Yet I'm still scared.

I finally put my finger on it. It's not the incident itself - it's what might happen next. Already, media have started to draw the comparison between this and 9/11, a terrorist event aimed at private citizens (and particularly, at citizens who are already suffering from another act of senseless mass killing). In a way, it's the equivalent of bombing or shooting at an IRA funeral. It's despicable - and America tends to lash out violently and think later if it thinks it's under attack.

There's something about a bombing. It's not the same, in people's eyes, as a disturbed kid with an assault rifle, or even a guy hiding in a van sniping complete strangers and holding an entire city hostage can be grasped. It's personal. A bombing, though, immediately suggests a political motive. And when it comes to America, a political motive immediately suggests al Qaeda or the Taliban.

Take the Oklahoma Federal Building bombing, for example. Two wannabe-militia guys who wanted to 'get revenge' on the FBI for the fiasco at Waco with the Branch Davidians - but when the bomb went off, reports abounded of 'four guys with turbans', and the backlash against Muslims (who don't even wear turbans) was vicious. This was before 9/11.

The FBI announced just a few moments ago that they had issued a BOLO (Be On The Lookout) for a 'darker-skinned, possibly black' man, who they described as a person of interest. Of course, the immediate assumption is that he's Muslim. FOX News is still reporting that the FBI are interrogating a '20 year old Saudi national' - a report that's already been debunked. The Saudi man is being questioned, yes - like all the others in the hospitals. The FBI is trying to find out what happened. But that doesn't matter, does it? It's a terrorist act - it 'must' be Muslims. And therefore terrorist organisations Striking At Our Way Of Life.

'America's enemies' must be punished.

And that's what terrifies me. The idea that America will go to war. Oh, not 'officially'. Maybe a few drone strikes on a terrorist camp or two, but not some massive mobilisation. I'm talking about the America that carries guns and shoots a kid in the back because he's black in a white neighbourhood, beats up or sexually assaults a woman in a hijab, spews hate speech until some idiot thinks they've got a mandate to attack anyone who 'looks Muslim'. (And let's not forget 'Patriot Act'-type laws, straight out of Orwell.)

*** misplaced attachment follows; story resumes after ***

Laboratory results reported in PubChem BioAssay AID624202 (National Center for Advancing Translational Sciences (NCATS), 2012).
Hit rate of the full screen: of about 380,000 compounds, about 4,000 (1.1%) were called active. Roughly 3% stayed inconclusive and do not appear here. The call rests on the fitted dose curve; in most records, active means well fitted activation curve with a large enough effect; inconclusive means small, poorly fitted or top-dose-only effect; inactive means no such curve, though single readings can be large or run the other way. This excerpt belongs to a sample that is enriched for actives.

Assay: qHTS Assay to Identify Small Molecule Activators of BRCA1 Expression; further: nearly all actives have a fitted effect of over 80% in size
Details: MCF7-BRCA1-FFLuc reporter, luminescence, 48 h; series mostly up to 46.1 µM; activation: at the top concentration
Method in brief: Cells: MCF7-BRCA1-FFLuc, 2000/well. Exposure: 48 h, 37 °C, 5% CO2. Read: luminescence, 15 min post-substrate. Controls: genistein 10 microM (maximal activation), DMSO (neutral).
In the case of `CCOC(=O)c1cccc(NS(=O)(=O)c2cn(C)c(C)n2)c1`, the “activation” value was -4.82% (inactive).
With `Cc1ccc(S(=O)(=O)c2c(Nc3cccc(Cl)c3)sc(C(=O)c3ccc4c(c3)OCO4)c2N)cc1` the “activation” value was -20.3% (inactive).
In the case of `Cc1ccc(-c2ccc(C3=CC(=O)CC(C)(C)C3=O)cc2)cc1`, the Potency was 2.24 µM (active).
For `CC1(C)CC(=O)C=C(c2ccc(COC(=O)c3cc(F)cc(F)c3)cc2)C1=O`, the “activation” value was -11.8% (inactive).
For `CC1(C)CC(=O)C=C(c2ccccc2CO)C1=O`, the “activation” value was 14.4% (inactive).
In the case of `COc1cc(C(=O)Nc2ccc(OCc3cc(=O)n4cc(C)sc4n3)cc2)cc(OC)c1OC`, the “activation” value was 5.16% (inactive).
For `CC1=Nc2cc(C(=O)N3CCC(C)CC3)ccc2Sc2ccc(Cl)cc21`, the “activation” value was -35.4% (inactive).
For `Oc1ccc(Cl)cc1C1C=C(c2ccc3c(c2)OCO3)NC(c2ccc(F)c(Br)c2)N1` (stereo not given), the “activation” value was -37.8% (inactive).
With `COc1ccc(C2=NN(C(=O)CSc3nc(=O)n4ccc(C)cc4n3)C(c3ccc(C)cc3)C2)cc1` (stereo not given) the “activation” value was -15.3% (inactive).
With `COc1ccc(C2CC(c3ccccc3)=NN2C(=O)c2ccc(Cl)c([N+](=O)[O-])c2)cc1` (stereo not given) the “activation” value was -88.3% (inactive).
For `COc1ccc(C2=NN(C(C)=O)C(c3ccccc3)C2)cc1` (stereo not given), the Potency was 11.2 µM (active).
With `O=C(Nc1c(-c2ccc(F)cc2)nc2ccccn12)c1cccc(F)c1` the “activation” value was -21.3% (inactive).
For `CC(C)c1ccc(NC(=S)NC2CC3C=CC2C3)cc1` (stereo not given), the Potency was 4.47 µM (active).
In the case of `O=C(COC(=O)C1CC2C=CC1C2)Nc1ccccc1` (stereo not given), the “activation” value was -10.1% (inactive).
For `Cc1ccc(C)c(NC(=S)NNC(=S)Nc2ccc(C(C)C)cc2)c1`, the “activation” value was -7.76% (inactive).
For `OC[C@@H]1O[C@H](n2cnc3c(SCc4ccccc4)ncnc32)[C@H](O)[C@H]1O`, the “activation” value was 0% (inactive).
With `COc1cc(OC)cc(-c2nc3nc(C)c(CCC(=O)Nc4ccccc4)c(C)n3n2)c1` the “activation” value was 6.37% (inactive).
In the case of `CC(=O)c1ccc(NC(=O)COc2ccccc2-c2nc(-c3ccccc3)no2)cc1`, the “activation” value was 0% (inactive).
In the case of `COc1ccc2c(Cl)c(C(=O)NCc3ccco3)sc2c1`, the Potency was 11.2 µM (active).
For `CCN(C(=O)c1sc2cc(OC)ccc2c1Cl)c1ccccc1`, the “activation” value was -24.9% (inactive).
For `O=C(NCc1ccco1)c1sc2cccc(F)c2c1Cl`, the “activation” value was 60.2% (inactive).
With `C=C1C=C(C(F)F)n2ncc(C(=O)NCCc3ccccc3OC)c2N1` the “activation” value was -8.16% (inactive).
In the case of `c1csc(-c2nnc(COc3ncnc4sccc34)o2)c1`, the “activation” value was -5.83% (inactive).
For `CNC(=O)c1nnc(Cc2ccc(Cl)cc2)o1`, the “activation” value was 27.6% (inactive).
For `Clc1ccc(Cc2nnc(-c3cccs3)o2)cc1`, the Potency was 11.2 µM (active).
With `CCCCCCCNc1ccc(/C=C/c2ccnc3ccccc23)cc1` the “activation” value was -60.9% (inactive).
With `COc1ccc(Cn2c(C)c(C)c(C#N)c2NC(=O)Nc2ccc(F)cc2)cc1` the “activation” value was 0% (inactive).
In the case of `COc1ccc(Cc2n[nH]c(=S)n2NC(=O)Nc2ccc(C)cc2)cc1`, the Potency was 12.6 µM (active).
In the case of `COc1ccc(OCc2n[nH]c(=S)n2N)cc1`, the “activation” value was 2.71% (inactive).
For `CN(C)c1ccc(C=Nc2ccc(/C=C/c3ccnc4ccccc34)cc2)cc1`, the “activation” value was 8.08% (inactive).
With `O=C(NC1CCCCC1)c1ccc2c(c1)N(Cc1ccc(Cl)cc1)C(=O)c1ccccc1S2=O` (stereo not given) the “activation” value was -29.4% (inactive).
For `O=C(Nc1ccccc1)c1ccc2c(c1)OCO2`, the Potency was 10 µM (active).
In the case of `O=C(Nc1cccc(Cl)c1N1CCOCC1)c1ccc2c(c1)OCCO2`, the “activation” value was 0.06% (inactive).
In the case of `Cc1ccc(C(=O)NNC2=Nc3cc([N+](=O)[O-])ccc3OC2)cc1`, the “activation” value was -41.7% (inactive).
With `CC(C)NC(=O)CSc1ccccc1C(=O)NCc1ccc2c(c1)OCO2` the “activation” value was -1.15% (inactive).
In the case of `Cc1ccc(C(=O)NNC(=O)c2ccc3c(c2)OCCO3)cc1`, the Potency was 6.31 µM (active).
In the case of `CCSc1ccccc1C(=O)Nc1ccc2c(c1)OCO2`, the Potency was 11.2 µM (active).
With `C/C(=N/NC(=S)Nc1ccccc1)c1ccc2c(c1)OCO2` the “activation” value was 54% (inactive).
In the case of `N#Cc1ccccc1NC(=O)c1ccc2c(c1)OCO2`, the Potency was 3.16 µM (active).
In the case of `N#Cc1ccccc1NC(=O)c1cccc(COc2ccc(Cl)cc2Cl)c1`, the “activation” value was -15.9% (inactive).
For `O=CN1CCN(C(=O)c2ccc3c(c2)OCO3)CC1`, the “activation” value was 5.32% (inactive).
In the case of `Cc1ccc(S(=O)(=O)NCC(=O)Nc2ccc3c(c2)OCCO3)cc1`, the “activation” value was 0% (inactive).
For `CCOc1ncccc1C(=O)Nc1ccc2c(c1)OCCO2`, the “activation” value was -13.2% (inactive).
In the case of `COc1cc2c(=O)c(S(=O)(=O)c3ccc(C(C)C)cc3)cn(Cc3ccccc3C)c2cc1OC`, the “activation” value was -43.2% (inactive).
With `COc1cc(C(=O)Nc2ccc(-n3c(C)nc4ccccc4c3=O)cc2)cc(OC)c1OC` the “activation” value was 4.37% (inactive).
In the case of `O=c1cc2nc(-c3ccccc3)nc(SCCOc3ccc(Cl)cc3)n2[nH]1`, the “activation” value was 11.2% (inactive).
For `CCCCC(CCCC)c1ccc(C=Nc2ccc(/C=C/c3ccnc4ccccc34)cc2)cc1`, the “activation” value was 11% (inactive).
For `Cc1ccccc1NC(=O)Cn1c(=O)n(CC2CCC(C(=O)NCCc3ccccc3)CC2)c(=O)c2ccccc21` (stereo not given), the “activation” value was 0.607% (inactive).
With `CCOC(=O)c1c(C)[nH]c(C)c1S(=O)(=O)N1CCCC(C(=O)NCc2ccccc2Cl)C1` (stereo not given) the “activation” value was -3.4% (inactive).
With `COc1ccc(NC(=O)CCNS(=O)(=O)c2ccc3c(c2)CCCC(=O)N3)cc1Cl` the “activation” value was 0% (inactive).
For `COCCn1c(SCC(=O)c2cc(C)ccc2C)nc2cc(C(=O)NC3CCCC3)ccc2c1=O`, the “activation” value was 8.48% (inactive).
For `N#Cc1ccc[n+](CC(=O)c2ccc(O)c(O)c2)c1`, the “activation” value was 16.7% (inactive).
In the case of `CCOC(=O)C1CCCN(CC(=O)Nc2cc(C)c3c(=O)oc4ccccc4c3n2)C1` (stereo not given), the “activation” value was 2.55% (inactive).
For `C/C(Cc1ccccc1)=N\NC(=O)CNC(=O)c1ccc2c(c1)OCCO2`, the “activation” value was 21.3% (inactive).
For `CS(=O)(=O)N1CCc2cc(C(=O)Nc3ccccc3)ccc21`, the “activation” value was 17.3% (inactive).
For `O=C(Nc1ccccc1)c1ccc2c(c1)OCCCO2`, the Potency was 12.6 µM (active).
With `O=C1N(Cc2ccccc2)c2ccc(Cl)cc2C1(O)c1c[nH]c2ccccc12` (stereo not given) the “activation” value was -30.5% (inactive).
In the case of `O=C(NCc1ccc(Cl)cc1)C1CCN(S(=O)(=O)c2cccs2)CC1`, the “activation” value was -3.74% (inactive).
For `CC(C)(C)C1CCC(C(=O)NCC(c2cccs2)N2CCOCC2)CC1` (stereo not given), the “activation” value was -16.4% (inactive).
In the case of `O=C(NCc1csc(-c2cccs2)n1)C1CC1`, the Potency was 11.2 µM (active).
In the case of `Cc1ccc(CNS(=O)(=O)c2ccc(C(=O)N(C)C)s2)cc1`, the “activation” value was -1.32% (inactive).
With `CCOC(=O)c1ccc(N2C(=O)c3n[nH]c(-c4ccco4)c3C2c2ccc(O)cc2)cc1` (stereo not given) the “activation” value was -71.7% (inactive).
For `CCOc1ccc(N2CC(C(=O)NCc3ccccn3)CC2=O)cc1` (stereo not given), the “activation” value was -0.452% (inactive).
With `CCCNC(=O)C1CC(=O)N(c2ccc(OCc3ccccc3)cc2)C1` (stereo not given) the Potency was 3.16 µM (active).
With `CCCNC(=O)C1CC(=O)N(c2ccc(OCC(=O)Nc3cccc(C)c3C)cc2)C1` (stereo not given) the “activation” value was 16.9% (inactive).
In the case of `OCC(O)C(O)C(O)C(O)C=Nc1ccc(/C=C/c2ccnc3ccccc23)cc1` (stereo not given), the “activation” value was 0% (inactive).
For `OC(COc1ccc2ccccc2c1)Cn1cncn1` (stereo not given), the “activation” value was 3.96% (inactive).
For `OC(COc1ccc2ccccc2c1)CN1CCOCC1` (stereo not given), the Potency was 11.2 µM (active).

And as America goes, so goes Australia. We already have hatemongers like Senator Corey Bernadi telling us that we are being 'Islamised' by stealth, 'forced' to eat halal meat and threatened by 'creeping sharia law'. We have Tony Abbott and his disgusting lackey, Scott Morrison, telling us that our borders are under attack from desperate people seeking asylum, who just happen to be Muslims (even when they aren't). We have a cowardly government that panders to xenophobia instead of giving people a well-deserved smack around the ears, because they'd rather see people persecuted than risk losing office. Every time there's an incident that might involve someone who might be Muslim, the rhetoric ratchets up and the violence and the hatred escalates with it. We may not have the guns, but we have the fists and the knives and the hate.

President Obama said, 'We shouldn't jump to conclusions about who might be responsible for this - but ...' - and that 'but' was a warning to 'groups'. And most of the media aren't taking any notice of the President. They've got no problem speculating wildly, and damn the consequences.

So yeah, this bombing scares me. Not because I think this is a prelude to invasion of some foreign land, or because I'm blinded to the suffering of people in other countries who deal with this sort of horror every day - because it's all too likely that this will become the excuse for further violence and suppression.

And in all of it, the most important thing gets lost. People suffered terribly - are still suffering - and that suffering becomes nothing more than a political tool.

I hope I'm wrong. I really do. It would be wonderful to see this handled with a level of sanity, of clarity.

I hope I'm wrong. I fear I'm not.
crazyjane: (eclipse)
I just do not understand human beings.

In Newtown, Connecticut, a young man who may have been mentally ill took his mother's guns and murdered her. He went to Sandy Hook Elementary School, shot his way in, and when the principal and school psychologist tried to stop him, killed them.

In two small rooms, twenty cowering children were slaughtered, shot multiple times. Countless others were terrorised, and the teachers who tried to protect them were gunned down.

We don't know why he did it. We may never know. And even if we did, it wouldn't really help. For some things, there is no explanation. As hard as that is to accept.